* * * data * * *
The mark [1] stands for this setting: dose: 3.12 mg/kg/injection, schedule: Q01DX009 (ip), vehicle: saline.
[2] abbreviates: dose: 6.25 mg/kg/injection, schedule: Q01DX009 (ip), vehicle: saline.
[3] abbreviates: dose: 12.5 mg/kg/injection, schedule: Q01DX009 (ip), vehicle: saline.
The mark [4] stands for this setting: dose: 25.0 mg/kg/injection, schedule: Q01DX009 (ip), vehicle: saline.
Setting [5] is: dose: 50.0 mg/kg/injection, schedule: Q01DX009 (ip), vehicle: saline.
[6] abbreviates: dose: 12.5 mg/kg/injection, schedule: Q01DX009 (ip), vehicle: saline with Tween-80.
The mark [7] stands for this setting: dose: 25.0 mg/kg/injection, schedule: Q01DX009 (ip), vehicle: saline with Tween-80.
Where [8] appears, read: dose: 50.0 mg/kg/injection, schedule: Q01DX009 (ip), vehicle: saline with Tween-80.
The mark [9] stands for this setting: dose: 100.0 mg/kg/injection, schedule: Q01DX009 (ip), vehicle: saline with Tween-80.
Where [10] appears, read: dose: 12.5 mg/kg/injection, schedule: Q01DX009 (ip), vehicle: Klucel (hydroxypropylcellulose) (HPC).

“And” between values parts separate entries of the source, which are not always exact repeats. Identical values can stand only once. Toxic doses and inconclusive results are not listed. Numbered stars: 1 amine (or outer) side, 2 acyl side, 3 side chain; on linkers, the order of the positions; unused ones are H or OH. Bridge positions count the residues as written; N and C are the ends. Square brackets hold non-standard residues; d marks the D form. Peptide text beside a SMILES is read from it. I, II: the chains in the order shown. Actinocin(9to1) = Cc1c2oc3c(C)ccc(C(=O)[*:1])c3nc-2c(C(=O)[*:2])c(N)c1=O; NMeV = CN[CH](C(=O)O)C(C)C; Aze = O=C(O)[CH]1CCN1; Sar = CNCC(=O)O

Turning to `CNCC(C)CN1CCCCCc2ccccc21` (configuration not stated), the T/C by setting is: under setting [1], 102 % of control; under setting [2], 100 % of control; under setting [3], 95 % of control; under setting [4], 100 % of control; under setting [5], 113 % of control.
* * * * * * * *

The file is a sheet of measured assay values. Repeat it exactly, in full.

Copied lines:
The mark [1] stands for this setting: dose: 3.12 mg/kg/injection, schedule: Q01DX009 (ip), vehicle: saline.
[2] abbreviates: dose: 6.25 mg/kg/injection, schedule: Q01DX009 (ip), vehicle: saline.
[3] abbreviates: dose: 12.5 mg/kg/injection, schedule: Q01DX009 (ip), vehicle: saline.
The mark [4] stands for this setting: dose: 25.0 mg/kg/injection, schedule: Q01DX009 (ip), vehicle: saline.
Setting [5] is: dose: 50.0 mg/kg/injection, schedule: Q01DX009 (ip), vehicle: saline.
[6] abbreviates: dose: 12.5 mg/kg/injection, schedule: Q01DX009 (ip), vehicle: saline with Tween-80.
The mark [7] stands for this setting: dose: 25.0 mg/kg/injection, schedule: Q01DX009 (ip), vehicle: saline with Tween-80.
Where [8] appears, read: dose: 50.0 mg/kg/injection, schedule: Q01DX009 (ip), vehicle: saline with Tween-80.
The mark [9] stands for this setting: dose: 100.0 mg/kg/injection, schedule: Q01DX009 (ip), vehicle: saline with Tween-80.
Where [10] appears, read: dose: 12.5 mg/kg/injection, schedule: Q01DX009 (ip), vehicle: Klucel (hydroxypropylcellulose) (HPC).

“And” between values parts separate entries of the source, which are not always exact repeats. Identical values can stand only once. Toxic doses and inconclusive results are not listed. Numbered stars: 1 amine (or outer) side, 2 acyl side, 3 side chain; on linkers, the order of the positions; unused ones are H or OH. Bridge positions count the residues as written; N and C are the ends. Square brackets hold non-standard residues; d marks the D form. Peptide text beside a SMILES is read from it. I, II: the chains in the order shown. Actinocin(9to1) = Cc1c2oc3c(C)ccc(C(=O)[*:1])c3nc-2c(C(=O)[*:2])c(N)c1=O; NMeV = CN[CH](C(=O)O)C(C)C; Aze = O=C(O)[CH]1CCN1; Sar = CNCC(=O)O

Turning to `CNCC(C)CN1CCCCCc2ccccc21` (configuration not stated), the T/C by setting is: under setting [1], 102 % of control; under setting [2], 100 % of control; under setting [3], 95 % of control; under setting [4], 100 % of control; under setting [5], 113 % of control.